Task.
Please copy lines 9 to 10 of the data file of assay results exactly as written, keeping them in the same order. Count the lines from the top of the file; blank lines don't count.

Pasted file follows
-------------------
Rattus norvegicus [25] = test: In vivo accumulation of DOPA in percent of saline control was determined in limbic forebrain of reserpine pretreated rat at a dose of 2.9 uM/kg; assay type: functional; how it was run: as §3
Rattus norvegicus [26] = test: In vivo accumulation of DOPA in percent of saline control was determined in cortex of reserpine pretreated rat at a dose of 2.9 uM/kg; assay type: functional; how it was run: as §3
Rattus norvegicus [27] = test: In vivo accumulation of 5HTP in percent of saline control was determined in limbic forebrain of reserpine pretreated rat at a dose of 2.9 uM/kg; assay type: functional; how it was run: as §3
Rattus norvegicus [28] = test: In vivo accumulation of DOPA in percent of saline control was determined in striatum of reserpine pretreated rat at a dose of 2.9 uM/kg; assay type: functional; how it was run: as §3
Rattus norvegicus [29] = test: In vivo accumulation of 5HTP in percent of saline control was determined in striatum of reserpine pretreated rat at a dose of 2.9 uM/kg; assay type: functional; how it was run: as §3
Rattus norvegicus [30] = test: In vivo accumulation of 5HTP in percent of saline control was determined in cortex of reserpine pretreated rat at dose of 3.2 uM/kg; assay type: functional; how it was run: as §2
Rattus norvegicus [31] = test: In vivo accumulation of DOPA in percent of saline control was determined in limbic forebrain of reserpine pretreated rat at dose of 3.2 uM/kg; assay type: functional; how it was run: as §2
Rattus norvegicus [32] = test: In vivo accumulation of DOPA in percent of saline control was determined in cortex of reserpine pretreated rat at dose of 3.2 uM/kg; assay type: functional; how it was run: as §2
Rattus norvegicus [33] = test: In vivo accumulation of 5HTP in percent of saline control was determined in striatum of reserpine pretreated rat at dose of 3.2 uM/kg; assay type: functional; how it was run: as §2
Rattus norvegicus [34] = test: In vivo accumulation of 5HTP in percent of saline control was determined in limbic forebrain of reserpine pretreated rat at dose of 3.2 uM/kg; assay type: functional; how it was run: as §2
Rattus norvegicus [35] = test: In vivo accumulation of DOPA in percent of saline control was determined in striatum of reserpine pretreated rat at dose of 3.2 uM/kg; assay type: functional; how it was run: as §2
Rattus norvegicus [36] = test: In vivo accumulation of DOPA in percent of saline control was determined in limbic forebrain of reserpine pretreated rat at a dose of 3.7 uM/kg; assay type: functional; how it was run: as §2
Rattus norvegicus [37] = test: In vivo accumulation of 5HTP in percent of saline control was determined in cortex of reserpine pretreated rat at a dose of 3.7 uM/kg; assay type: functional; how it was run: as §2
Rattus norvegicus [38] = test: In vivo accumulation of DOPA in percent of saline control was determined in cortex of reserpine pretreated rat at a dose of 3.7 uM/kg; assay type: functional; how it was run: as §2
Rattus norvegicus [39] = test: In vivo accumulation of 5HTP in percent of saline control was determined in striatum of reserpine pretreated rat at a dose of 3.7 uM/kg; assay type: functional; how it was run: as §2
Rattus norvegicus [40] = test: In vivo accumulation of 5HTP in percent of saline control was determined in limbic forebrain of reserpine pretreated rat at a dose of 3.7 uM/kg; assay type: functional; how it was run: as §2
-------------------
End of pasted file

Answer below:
Rattus norvegicus [33] = test: In vivo accumulation of 5HTP in percent of saline control was determined in striatum of reserpine pretreated rat at dose of 3.2 uM/kg; assay type: functional; how it was run: as §2
Rattus norvegicus [34] = test: In vivo accumulation of 5HTP in percent of saline control was determined in limbic forebrain of reserpine pretreated rat at dose of 3.2 uM/kg; assay type: functional; how it was run: as §2